The basic premise is that the fictional island of Saint Marie needs a British detective to serve as the island’s detective inspector. So basically the chief investigator of the show is a fish out of water – solving murders while having virtually no clue as to how to live and survive on the island.
The amazing thing about this show is that for nine years it has been consistently popular while having changed the lead character four times.
In the first series Ben Miller played Richard Poole
In Season Three he was killed off and Kris Marshall played Humphrey Goodman who was called in to solve Poole’s murder and wound up staying.
When Goodman left to marry his girlfriend, Ardal O’Hanlon playing Jack Mooney replaced him.
Recently Mooney left and Ralf Little stepped in playing Neville Parker.
After nine years DEATH IN PARADISE continues to one of the three most popular programmes on British television.
Minus: Overall I have no complaints about this show. Naturally the tone of the show changes slightly with each different lead. But overall the style of the show remains the same and enjoyable.
Plus: This show uses the Agatha Christie style of wrapping up the mystery – gather the suspects together, review the clues, catch the killer. Some complain this is formulaic. I say pfui. I love that they end the episodes this way. I also love the supporting characters and the way they play off each other.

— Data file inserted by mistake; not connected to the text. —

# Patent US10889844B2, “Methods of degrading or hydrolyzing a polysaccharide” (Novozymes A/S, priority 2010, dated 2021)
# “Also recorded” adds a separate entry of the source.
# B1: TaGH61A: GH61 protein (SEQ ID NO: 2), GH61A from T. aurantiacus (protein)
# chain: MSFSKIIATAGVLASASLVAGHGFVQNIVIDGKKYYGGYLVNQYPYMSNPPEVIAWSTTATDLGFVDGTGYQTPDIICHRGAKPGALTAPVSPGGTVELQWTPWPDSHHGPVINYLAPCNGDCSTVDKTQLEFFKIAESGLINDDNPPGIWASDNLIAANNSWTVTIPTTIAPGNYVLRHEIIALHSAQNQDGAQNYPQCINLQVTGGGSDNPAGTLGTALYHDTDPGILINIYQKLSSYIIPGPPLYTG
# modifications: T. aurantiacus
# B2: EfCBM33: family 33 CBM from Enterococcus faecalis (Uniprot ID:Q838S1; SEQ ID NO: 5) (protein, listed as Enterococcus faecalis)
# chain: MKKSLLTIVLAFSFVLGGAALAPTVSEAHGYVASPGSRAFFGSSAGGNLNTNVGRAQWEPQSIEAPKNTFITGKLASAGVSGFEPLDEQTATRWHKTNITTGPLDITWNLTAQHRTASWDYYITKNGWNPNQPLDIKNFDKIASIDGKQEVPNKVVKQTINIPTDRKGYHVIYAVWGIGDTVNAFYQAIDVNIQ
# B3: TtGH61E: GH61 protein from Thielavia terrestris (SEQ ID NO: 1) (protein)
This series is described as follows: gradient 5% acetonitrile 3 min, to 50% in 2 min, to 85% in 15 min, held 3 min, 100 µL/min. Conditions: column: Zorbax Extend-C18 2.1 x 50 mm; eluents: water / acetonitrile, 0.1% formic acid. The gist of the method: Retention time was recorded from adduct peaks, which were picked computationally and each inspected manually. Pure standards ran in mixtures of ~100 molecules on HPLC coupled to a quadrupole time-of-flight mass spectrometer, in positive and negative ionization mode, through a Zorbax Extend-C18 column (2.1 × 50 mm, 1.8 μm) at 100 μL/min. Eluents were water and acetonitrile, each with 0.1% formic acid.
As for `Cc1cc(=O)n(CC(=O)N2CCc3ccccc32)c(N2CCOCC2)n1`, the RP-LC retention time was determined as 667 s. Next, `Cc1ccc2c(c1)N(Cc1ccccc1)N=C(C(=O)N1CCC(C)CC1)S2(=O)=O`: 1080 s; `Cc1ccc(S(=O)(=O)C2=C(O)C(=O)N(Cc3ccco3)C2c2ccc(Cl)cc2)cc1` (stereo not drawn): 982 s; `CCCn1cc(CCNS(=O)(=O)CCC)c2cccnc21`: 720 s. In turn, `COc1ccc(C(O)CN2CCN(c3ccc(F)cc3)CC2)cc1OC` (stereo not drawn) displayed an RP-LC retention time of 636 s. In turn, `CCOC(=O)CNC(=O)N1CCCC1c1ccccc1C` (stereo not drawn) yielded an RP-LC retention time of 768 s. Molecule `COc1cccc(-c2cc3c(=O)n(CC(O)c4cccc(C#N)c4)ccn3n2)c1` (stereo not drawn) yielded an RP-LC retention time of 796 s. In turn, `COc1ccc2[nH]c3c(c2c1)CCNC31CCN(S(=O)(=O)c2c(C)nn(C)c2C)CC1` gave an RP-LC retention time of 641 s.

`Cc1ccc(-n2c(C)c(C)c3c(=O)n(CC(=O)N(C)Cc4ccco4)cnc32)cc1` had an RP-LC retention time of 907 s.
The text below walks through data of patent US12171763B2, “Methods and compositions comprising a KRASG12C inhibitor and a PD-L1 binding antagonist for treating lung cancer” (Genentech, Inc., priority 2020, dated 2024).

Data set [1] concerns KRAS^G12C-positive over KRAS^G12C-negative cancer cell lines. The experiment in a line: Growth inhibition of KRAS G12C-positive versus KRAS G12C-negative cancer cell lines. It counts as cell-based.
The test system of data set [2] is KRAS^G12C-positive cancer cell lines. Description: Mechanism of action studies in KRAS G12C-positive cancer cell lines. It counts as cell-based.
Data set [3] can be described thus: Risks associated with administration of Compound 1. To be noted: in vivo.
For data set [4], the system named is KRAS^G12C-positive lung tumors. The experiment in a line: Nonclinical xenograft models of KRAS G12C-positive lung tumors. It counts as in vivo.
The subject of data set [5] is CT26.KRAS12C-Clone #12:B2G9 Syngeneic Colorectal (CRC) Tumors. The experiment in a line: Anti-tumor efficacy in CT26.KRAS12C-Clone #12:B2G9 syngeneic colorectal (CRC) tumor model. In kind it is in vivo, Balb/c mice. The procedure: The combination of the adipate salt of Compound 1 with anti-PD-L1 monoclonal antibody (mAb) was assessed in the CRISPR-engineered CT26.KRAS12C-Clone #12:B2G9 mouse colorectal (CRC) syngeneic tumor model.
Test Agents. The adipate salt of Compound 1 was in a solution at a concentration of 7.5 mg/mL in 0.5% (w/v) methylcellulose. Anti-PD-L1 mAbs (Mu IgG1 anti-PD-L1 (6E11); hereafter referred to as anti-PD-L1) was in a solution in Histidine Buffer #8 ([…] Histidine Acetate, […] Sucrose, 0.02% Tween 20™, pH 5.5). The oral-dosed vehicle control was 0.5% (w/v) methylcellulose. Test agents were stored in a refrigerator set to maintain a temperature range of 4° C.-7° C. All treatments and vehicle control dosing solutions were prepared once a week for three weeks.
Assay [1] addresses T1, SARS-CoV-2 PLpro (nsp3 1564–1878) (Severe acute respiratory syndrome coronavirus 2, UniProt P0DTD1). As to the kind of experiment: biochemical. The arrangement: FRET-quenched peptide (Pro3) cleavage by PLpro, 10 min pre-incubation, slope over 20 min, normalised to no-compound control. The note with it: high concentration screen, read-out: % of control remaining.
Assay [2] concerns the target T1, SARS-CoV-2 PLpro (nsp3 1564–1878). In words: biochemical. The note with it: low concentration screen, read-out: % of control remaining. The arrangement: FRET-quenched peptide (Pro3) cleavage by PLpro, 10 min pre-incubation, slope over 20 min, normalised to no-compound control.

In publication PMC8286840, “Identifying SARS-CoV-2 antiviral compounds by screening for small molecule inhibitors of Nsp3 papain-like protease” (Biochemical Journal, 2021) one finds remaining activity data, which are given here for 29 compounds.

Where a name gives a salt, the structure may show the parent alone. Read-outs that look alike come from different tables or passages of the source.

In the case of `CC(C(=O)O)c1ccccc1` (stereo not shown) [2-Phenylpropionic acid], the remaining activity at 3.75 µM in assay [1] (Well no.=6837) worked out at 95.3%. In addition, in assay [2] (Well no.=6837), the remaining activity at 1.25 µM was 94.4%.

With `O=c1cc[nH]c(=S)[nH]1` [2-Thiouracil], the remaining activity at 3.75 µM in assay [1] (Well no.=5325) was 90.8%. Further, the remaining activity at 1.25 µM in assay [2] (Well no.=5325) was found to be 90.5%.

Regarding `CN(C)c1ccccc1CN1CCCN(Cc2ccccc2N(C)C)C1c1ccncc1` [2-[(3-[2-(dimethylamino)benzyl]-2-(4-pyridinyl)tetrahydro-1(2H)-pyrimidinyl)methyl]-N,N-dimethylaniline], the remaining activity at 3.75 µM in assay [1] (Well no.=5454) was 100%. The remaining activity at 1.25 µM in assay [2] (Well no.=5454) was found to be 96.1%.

Rating: Five Gray Geeks.
E. MIDSOMER MURDERS (1997)
MIDSOMER MURDERS is a British television mystery series that takes place in the fictional English county of Midsomer. The senior police detective and his sergeant partner of the equally fictional Causton Constabulary travel to the various small villages and towns within Midsomer to solve murders. Anthony Horowitz adapted the series from the Inspector Barnaby book series by Caroline Graham.
The show has been on for twenty-three years and shows no signs of stopping. The series has had two leads. Originally John Nettles played Detective Chief Inspector Tom Barnaby. After his retirement in 2011 his place was taken by his cousin Detective Chief Inspector John Barnaby played by Neil Dudgeon.
MIDSOMER MURDERS is an extremely popular show not only over here in England but it is broadcast in over 200 countries.
Minus: I really don’t have anything negative to say about this show. After twenty-three years I feel I have been watching this show all my life and if it had anything that bothered me I should have stopped a long time ago. At first I thought I was going to be put off by the change in leads. But making them cousins was a nice touch and really I love them both.
Plus: This is a beautifully written show. The characters are well crafted and nicely interweaved within the story. Even after all these years the writers approach the stories in a way that keeps them fresh while still managing to give us what we know and love.
Rating: Five Gray Geeks.
I hope you enjoyed our look at British television mysteries and if you are unfamiliar with any of them I invite you to watch and see for yourselves. You shall not be disappointed.
Lady Penelope Pink is the nom de plume of Charmain Arnold and her sister Susan Arnold. They live in England and in fact live next door to Stonehenge – which I suppose gives them their rather unique take on anything mysterious.